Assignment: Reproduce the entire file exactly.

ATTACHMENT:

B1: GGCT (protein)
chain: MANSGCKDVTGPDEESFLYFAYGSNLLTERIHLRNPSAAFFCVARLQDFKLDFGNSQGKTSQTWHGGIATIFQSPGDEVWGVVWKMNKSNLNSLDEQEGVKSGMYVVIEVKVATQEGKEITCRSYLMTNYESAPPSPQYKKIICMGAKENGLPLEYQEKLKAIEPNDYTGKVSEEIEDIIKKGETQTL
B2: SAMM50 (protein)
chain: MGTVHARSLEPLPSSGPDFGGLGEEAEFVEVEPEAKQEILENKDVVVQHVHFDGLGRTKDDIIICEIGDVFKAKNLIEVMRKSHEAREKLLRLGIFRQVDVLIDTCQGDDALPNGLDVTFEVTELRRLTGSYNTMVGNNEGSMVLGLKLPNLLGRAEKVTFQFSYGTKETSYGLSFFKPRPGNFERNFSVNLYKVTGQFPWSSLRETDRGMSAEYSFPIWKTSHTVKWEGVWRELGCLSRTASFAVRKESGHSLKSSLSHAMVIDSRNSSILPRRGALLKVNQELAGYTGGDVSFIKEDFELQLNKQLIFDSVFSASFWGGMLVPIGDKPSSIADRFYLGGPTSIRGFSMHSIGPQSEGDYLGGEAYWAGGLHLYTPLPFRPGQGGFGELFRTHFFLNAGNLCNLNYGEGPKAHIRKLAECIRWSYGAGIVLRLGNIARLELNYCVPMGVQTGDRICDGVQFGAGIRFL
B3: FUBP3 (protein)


B1: GGCT (protein)
chain: MANSGCKDVTGPDEESFLYFAYGSNLLTERIHLRNPSAAFFCVARLQDFKLDFGNSQGKTSQTWHGGIATIFQSPGDEVWGVVWKMNKSNLNSLDEQEGVKSGMYVVIEVKVATQEGKEITCRSYLMTNYESAPPSPQYKKIICMGAKENGLPLEYQEKLKAIEPNDYTGKVSEEIEDIIKKGETQTL
B2: SAMM50 (protein)
chain: MGTVHARSLEPLPSSGPDFGGLGEEAEFVEVEPEAKQEILENKDVVVQHVHFDGLGRTKDDIIICEIGDVFKAKNLIEVMRKSHEAREKLLRLGIFRQVDVLIDTCQGDDALPNGLDVTFEVTELRRLTGSYNTMVGNNEGSMVLGLKLPNLLGRAEKVTFQFSYGTKETSYGLSFFKPRPGNFERNFSVNLYKVTGQFPWSSLRETDRGMSAEYSFPIWKTSHTVKWEGVWRELGCLSRTASFAVRKESGHSLKSSLSHAMVIDSRNSSILPRRGALLKVNQELAGYTGGDVSFIKEDFELQLNKQLIFDSVFSASFWGGMLVPIGDKPSSIADRFYLGGPTSIRGFSMHSIGPQSEGDYLGGEAYWAGGLHLYTPLPFRPGQGGFGELFRTHFFLNAGNLCNLNYGEGPKAHIRKLAECIRWSYGAGIVLRLGNIARLELNYCVPMGVQTGDRICDGVQFGAGIRFL
B3: FUBP3 (protein)